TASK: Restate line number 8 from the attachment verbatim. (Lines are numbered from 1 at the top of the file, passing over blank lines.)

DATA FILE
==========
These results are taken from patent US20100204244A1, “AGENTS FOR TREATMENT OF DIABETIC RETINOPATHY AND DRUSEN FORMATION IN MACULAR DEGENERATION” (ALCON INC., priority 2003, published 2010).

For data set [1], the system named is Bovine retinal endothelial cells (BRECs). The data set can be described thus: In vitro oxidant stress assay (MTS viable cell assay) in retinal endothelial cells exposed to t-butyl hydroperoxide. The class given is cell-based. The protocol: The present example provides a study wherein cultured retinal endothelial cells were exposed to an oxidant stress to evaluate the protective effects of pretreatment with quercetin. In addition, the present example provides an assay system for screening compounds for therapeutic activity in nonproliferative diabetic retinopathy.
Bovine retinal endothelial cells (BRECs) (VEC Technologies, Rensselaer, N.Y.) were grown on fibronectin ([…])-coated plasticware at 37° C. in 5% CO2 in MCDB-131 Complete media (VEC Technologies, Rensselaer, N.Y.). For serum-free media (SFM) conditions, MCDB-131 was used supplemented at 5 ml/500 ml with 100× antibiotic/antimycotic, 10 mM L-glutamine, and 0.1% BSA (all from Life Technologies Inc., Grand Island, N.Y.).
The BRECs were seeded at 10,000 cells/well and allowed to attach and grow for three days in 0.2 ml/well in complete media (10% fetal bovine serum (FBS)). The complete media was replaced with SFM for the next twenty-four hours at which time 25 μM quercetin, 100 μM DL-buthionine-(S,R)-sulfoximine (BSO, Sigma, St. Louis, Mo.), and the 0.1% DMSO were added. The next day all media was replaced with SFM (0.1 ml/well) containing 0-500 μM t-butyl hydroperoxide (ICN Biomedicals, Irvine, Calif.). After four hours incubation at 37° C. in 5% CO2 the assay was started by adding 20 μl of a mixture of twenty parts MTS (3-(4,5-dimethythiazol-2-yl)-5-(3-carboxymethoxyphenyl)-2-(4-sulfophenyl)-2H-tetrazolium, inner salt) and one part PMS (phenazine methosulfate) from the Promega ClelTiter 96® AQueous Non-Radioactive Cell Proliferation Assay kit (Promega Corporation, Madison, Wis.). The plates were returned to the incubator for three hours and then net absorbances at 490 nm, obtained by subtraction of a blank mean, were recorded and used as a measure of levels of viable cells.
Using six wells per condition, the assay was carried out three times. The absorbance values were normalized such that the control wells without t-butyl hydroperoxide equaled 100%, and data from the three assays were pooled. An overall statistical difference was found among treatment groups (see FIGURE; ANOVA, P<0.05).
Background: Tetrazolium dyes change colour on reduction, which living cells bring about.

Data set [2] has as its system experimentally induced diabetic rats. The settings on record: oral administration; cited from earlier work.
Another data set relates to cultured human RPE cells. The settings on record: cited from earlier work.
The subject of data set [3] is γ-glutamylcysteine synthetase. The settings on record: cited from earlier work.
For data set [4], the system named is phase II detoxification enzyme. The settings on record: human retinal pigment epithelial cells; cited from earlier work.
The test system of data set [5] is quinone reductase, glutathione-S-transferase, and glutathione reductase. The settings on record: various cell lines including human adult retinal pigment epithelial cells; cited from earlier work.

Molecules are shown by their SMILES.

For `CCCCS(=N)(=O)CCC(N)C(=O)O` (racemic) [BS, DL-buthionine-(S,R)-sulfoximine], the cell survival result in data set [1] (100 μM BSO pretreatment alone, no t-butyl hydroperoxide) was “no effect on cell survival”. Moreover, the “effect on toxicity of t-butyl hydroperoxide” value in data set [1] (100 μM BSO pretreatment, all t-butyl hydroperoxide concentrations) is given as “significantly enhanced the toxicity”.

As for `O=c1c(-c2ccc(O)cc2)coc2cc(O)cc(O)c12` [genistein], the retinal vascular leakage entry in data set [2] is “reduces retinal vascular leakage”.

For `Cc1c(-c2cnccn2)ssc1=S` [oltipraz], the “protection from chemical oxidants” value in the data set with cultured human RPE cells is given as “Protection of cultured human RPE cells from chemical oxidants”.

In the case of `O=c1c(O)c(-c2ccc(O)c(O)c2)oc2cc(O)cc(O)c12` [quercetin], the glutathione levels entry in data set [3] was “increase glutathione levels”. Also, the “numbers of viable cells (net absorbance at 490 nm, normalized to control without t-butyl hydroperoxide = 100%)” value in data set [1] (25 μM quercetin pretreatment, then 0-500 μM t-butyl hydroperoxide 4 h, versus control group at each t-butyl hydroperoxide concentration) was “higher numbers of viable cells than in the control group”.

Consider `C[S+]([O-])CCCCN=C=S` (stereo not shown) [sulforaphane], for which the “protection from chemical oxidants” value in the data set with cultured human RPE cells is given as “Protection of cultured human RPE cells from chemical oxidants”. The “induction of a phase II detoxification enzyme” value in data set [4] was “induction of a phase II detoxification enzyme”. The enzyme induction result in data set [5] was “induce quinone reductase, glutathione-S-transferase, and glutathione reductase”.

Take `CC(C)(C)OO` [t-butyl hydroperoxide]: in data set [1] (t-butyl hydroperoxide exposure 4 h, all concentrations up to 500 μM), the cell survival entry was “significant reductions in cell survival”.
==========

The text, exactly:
Another data set relates to cultured human RPE cells. The settings on record: cited from earlier work.